The scrotum and its contents
The scrotum and testis examination may be divided into four parts: scrotum, spermatic cord, epididymis, and testis (Figure 4).

Scrotum. The scrotum should be inspected for redness or other lesions. Contraction of the dartos muscle of the scrotal wall produces folds or rugae, most prominent in the younger adolescent. An underdevoped scrotum may indicate an ipsilateral undescended testicle. With a retractile testicle, the scrotum is normally developed.

Spermatic cord. This fascial-covered structure contains blood vessels, lymphatics, nerves, the vas deferens, and the cremaster muscle. To examine the spermatic cord, apply gentle traction on the testis with one hand and palpate the structures of the cord with the index or middle finger and thumb of the opposite hand. The vas deferens feels like a smooth, rubbery tube and is the most posterior structure in the spermatic cord. Normally, the vas deferens should be present on each side, nontender, and smooth. Absence of the vas deferens bilaterally is associated with cystic fibrosis. Unilateral absence of the vas deferens is associated with ipsilateral renal agenesis.4 Thickening and irregularity of the vas deferens may be caused by infection such as tuberculosis. The pampiniform plexus of veins lies within the spermatic cord and usually cannot be differentiated from other structures in the cord except when abnormally dilated, forming a varicocele that feels like a "bag of worms." Varicocele will be discussed in greater detail below. The epididymis. This structure lies along the posterolateral wall of the testicle. It anchors the testicle to the scrotal wall. The head of the epididymis lies at the superior pole of the testis while the tail lies at the inferior pole. The easiest way to find the epididymis is to follow the vas deferens toward its junction with the tail of the epididymis. The appendix epididymis is a stalked structure on the head of the epididymis, and may be multiple in some individuals. The epididymis consists of efferent ducts that may be applied to the testis loosely or tightly, but should always be differentiated from the testis itself. Acute inflammation of the epididymis (epididymitis) causes acute scrotal pain, tenderness, swelling, and induration of the epididymis. In contrast, a well localized, nontender, spherical enlargement of the epididymal head is a spermatocele. Testis. This firm, ovoid body is encased in the tunica albuginea, an inelastic white fascial sheath that maintains the testicle's integrity. Adult testes are usually 4 cm to 5 cm long and 3 cm wide but vary from one individual to another.5 About two thirds of the testicular volume is produced by the seminiferous tubules. For that reason, decreased testicular volume and firmness are considered indicators of decreased spermatogenesis. The left testicle is usually lower than the right. To examine the testicle, stabilize it with one hand and use the other hand to palpate the entire surface. Examine each testis for size, shape, and consistency. The testes should be roughly the same size (within 2 mL in volume of each other). Any induration within the testicle is testicular cancer until proven otherwise. The appendix testis, present in 90% of males, can be palpated at the superior pole of the testicle. Inguinal canals. Check the canals for hernia by sliding your index finger along the spermatic cord above the inguinal ligament and palpating the opening of the external inguinal ring (Figure 5). While your finger remains at the external ring or within the canal, ask the patient to cough or perform a Valsalva maneuver to check on whether there is any herniation of abdominal contents into the scrotum.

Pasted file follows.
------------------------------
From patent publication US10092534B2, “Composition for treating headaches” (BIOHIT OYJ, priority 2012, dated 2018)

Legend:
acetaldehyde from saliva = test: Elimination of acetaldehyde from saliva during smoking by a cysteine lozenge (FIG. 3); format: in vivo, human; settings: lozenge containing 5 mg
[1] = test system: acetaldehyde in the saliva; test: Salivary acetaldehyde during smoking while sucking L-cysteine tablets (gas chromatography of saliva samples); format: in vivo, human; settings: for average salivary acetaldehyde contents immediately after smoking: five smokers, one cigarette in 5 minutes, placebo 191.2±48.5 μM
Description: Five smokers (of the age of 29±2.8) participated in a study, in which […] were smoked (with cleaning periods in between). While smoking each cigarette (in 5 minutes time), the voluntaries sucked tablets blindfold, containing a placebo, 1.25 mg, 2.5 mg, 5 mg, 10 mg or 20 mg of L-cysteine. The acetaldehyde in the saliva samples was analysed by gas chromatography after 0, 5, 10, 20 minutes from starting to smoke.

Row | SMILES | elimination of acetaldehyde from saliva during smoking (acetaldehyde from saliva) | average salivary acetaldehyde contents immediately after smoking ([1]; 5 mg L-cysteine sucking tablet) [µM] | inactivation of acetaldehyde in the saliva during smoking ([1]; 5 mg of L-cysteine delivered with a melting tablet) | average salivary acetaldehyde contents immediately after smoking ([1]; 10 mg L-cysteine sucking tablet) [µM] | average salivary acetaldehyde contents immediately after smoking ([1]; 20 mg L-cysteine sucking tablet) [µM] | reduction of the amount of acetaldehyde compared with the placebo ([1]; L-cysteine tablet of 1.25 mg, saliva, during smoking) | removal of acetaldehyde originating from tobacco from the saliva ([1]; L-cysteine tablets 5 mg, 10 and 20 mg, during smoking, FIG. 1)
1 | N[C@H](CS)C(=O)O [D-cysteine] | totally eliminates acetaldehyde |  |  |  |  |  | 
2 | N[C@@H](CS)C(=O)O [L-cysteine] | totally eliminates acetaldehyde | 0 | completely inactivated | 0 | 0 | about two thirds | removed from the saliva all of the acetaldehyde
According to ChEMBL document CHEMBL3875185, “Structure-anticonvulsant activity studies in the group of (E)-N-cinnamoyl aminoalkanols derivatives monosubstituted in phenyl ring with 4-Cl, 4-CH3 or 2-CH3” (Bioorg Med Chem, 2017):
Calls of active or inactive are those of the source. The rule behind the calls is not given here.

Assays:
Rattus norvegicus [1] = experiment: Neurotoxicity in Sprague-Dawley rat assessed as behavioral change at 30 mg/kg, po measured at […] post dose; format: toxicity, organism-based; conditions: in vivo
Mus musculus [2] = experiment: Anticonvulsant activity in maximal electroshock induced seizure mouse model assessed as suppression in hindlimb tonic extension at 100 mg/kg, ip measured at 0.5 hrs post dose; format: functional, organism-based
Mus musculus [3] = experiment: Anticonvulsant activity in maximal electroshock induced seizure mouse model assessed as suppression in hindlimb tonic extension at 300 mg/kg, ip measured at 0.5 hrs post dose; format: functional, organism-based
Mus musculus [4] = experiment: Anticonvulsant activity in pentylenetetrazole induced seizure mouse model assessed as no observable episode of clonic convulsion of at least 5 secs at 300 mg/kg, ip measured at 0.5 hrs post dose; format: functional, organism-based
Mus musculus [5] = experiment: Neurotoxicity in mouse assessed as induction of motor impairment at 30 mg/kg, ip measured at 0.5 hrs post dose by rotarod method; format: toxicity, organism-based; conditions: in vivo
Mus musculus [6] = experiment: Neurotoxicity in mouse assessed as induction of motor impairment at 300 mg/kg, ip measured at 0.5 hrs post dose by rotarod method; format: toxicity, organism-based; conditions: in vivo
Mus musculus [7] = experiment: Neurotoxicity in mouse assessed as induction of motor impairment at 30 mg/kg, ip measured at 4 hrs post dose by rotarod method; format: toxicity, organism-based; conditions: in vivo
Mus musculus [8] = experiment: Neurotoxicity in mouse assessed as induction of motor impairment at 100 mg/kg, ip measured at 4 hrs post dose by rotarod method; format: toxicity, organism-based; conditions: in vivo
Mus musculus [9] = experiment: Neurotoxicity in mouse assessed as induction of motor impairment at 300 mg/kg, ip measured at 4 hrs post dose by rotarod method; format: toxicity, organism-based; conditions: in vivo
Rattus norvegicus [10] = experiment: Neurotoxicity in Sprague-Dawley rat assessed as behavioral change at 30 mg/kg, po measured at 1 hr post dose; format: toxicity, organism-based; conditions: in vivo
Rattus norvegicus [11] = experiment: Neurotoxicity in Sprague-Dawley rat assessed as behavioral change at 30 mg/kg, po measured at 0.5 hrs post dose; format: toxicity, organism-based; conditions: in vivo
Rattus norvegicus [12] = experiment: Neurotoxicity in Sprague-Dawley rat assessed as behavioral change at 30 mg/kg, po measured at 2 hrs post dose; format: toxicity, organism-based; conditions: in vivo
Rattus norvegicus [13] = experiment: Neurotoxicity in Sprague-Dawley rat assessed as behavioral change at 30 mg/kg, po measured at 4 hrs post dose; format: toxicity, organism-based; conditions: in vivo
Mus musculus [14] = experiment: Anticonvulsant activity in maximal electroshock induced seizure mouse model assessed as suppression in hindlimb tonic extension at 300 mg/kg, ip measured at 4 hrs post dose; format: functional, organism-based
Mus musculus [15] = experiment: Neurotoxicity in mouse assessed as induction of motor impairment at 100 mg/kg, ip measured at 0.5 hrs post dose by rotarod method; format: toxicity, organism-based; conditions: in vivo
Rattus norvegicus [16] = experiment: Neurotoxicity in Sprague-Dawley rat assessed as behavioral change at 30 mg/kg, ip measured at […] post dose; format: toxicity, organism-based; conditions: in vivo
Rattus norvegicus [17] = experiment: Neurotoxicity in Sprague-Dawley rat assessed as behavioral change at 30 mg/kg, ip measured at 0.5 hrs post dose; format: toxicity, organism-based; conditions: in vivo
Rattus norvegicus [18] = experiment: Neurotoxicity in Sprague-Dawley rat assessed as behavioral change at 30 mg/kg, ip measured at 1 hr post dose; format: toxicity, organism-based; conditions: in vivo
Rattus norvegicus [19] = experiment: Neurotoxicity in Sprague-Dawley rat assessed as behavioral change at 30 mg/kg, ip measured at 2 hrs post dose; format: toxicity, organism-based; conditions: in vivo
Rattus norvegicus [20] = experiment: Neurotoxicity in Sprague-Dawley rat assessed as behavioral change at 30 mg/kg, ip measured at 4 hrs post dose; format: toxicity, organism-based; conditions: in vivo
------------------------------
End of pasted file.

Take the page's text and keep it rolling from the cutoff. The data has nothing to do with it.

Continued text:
Scrotal lumps and bumps
Pain, swelling, or masses are the most common presentations of scrotal or testicular pathology in the adolescent. Many teenagers delay seeking care for these conditions because they are embarrassed, afraid, or in denial. We try to circumvent that reaction by counseling teenagers at all routine health-care visits to call or come in whenever they have questions or concerns about their genitals. And while we are examining the testes, we reinforce this anticipatory guidance by telling the patient to let us know right away if he feels pain or swelling in the testes or finds a lump. This section will review three of the lumps and bumps that may be found in the scrotal exam: hydrocele, spermatocele, and hernia (Figure 6). Varicocele and tumors, which are more complex, will be reviewed in subsequent sections.